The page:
None stated.

  1. Pharmaceutical particulars

6.1 List of excipients

Lactose anhydrous, Calcium Phosphate Dibasic Anhydrous, Pregelatinised Starch, Magnesium Stearate, Sodium Lauryl Sulfate, Silicon Dioxide.

6.2 Incompatibilities

Hydroxyzine hydrochloride has been reported to be incompatible with aminophylline, benzylpenicillin salts, chloramphenicol sodium succinate, dimenhydrinate, doxorubicin hydrochloride (in a liposomal formulation), thioridazine, and some soluble barbiturates.

6.3 Shelf life

24 Months.

6.4 Special precautions for storage

Do not store above 25?C.

6.5 Nature and contents of container

Alu Blister Pack.

6.6 Special precautions for disposal and other handling

No special requirements.

7. Manufactured In India By:
TAJ PHARMACEUTICALS LTD.
Mumbai, India
Unit No. 214.Old Bake House,
Maharashtra chambers of ?Commerce Lane,
Fort, Mumbai – 400001
at:Gujarat, INDIA.
Customer Service and Product Inquiries:
1-800-TRY-FIRST (1-800-222-434 & 1-800-222-825)
Monday through Saturday 9:00 a.m. to 7:00 p.m. EST
E-mail:?tajgroup@tajpharma.com

Hydroxyzine HCl Tablets USP 10mg/25mg/50mg Taj Pharma
(Hydroxyzine HCl)

Package leaflet: Information for the patient

Read all of this leaflet carefully before you start taking this medicine

  • Keep this leaflet. You may need to read it again.
  • If you have any further questions, ask your doctor or pharmacist.
  • This medicine has been prescribed for you. Do not pass it on to others. It may harm them, even if their symptoms are the same as yours.
  • If any of the side effects gets serious, or if you notice any side effects not listed in this leaflet please tell your doctor or pharmacist.

The information in this leaflet has been divided into the following sections:

  1. What Hydroxyzine is and what it is taken for
    2. What you need to know before you take Hydroxyzine
    3. How to take Hydroxyzine
    4. Possible side effects
    5. How to store Hydroxyzine
    6. Further information

 

  1. What Hydroxyzine is and what it is taken for

Hydroxyzine? belongs to a group of medicines called antihistamines (used to treat allergic reactions). It is used in adults and children to reduce itching caused by urticaria (nettle rash) and dermatitis (eczema).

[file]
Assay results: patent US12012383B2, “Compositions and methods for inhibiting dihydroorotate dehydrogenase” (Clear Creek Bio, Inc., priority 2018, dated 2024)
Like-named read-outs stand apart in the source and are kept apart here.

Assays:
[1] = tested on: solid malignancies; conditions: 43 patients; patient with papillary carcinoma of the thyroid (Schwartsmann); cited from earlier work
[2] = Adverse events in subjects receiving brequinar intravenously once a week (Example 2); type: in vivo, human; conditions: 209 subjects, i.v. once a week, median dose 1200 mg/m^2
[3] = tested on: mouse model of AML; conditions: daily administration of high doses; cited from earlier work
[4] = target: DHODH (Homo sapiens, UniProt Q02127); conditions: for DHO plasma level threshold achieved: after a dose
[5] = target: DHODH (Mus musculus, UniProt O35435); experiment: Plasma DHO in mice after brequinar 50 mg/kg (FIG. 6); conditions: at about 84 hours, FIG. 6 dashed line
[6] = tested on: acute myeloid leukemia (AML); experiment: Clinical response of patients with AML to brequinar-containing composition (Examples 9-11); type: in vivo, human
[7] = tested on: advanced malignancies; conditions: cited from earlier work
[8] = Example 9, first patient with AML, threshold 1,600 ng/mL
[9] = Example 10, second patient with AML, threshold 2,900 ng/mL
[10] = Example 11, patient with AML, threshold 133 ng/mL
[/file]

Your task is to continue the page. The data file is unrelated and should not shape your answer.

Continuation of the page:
Hydroxyzine? is also used to treat anxiety in adults.

  1. What you need to know before you take Hydroxyzine

Do not take Hydroxyzine

  • if you are allergic (hypersensitive) to Hydroxyzine, cetirizine, other piperazine derivatives, aminophylline or ethylenediamine, or any of the ingredients of Hydroxyzine (see Section 6 Further information)
  • if your ECG (electrocardiogram) shows a heart rhythm problem called ?QT interval prolongation?
  • if you have or had a cardiovascular disease or if your heart rate is very low
  • if you have low salt levels in your body (e.g. low level of potassium or of magnesium)
  • if you are taking certain medicines for heart rhythm problems or medicines that may affect the heart rhythm (see ?Other medicines and Hydroxyzine ?)
  • if anyone in your close family has died suddenly of heart problems
  • if you are an asthmatic who has suffered a bad reaction to an antihistamine in the past
  • if you have porphyria (a disease which causes stomach pain, constipation, changes in the colour of urine, skin rashes and disturbed behaviour)
  • if you are pregnant, trying to become pregnant or breast-feeding.

Hydroxyzine? contains lactose. If you have been told by your doctor that you have an intolerance to some sugars, contact your doctor before taking this medicinal product. If you have hereditary galactose intolerance, Lapp lactase deficiency or glucose-galactosemalabsorption you should not take this medicine.

If any of the above applies to you, or if you are not sure, speak to your doctor or pharmacist before you take Hydroxyzine .

Warnings and precautions

Hydroxyzine? may be associated with an increased risk of heart rhythm disorder which may be life threatening. Therefore, tell your doctor if you have any heart problems or are taking any other medicines, including medicines obtained without prescription.

While taking Hydroxyzine ,?seek immediate medical attention?if you experience heart problems such as palpitations, trouble breathing, loss of consciousness. Treatment with hydroxyzine should be stopped.

Before you take Hydroxyzine? tell your doctor if you suffer with:

  • kidney disease or are on dialysis
  • liver disease. Hydroxyzine is not suitable for patients with severe liver disease or liver failure
  • glaucoma (increased pressure in the eye)
  • difficulty passing water e.g. due to an enlarged prostate
  • digestive system or stomach problems
  • myasthenia gravis (a muscle weakness disorder)
  • dementia
  • seizure disorders including epilepsy (fits)
  • breathing problems
  • bladder outflow obstruction
  • hyperthyroidism (often referred to as an ?overactive thyroid?)
  • high blood pressure (hypertension)

Your doctor may adjust your dose if you are elderly.

Hydroxyzine? may affect the results of some tests for allergy or asthma. Always tell your doctor or nurse that you have been given Hydroxyzine? recently.

If the above applies to you, or if you are not sure, speak to your doctor or pharmacist before you take Hydroxyzine .

Other medicines and Hydroxyzine

Tell your doctor or pharmacist if you are taking, have recently taken or might take any other medicines. This includes medicines obtained without prescription. Hydroxyzine? can affect or be affected by other medicinal products.

Do not take Hydroxyzine? if you are taking medicine to treat:

  • bacterial infections (e.g. the antibiotics erythromycin, moxifloxacin, levofloxacin)
  • fungal infections (e.g. pentamidine)